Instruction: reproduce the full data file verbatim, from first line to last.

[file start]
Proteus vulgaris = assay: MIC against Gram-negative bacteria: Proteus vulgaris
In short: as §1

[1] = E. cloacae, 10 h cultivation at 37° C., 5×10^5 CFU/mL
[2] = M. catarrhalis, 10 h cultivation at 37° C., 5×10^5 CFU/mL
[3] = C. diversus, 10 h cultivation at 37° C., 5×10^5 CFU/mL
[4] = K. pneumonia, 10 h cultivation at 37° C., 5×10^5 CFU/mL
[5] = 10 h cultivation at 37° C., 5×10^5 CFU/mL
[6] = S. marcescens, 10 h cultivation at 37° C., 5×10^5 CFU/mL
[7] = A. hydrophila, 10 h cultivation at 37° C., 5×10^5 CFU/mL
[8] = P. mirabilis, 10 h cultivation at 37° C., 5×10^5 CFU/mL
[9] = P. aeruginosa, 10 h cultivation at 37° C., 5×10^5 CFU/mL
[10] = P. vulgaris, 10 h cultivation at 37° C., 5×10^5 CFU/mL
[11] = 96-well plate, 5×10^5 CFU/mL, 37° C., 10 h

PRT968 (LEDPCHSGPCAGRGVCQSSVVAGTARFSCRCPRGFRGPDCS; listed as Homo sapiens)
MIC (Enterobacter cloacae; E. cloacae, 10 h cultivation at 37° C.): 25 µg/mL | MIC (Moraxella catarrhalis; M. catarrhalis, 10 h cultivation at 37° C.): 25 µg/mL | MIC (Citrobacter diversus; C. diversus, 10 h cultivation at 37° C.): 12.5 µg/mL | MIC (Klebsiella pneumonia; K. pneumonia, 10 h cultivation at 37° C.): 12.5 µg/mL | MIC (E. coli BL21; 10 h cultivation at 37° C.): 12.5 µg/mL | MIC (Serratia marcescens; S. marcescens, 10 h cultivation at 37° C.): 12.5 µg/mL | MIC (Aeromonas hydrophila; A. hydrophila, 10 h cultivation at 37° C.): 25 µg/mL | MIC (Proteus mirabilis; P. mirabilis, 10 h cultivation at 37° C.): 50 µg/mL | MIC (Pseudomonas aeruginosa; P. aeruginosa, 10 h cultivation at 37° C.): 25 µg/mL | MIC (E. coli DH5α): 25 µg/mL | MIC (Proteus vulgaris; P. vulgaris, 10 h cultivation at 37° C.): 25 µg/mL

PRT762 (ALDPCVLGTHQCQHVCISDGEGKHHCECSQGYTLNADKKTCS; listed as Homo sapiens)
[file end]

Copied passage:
Proteus vulgaris = assay: MIC against Gram-negative bacteria: Proteus vulgaris
In short: as §1

[1] = E. cloacae, 10 h cultivation at 37° C., 5×10^5 CFU/mL
[2] = M. catarrhalis, 10 h cultivation at 37° C., 5×10^5 CFU/mL
[3] = C. diversus, 10 h cultivation at 37° C., 5×10^5 CFU/mL
[4] = K. pneumonia, 10 h cultivation at 37° C., 5×10^5 CFU/mL
[5] = 10 h cultivation at 37° C., 5×10^5 CFU/mL
[6] = S. marcescens, 10 h cultivation at 37° C., 5×10^5 CFU/mL
[7] = A. hydrophila, 10 h cultivation at 37° C., 5×10^5 CFU/mL
[8] = P. mirabilis, 10 h cultivation at 37° C., 5×10^5 CFU/mL
[9] = P. aeruginosa, 10 h cultivation at 37° C., 5×10^5 CFU/mL
[10] = P. vulgaris, 10 h cultivation at 37° C., 5×10^5 CFU/mL
[11] = 96-well plate, 5×10^5 CFU/mL, 37° C., 10 h

PRT968 (LEDPCHSGPCAGRGVCQSSVVAGTARFSCRCPRGFRGPDCS; listed as Homo sapiens)
MIC (Enterobacter cloacae; E. cloacae, 10 h cultivation at 37° C.): 25 µg/mL | MIC (Moraxella catarrhalis; M. catarrhalis, 10 h cultivation at 37° C.): 25 µg/mL | MIC (Citrobacter diversus; C. diversus, 10 h cultivation at 37° C.): 12.5 µg/mL | MIC (Klebsiella pneumonia; K. pneumonia, 10 h cultivation at 37° C.): 12.5 µg/mL | MIC (E. coli BL21; 10 h cultivation at 37° C.): 12.5 µg/mL | MIC (Serratia marcescens; S. marcescens, 10 h cultivation at 37° C.): 12.5 µg/mL | MIC (Aeromonas hydrophila; A. hydrophila, 10 h cultivation at 37° C.): 25 µg/mL | MIC (Proteus mirabilis; P. mirabilis, 10 h cultivation at 37° C.): 50 µg/mL | MIC (Pseudomonas aeruginosa; P. aeruginosa, 10 h cultivation at 37° C.): 25 µg/mL | MIC (E. coli DH5α): 25 µg/mL | MIC (Proteus vulgaris; P. vulgaris, 10 h cultivation at 37° C.): 25 µg/mL

PRT762 (ALDPCVLGTHQCQHVCISDGEGKHHCECSQGYTLNADKKTCS; listed as Homo sapiens)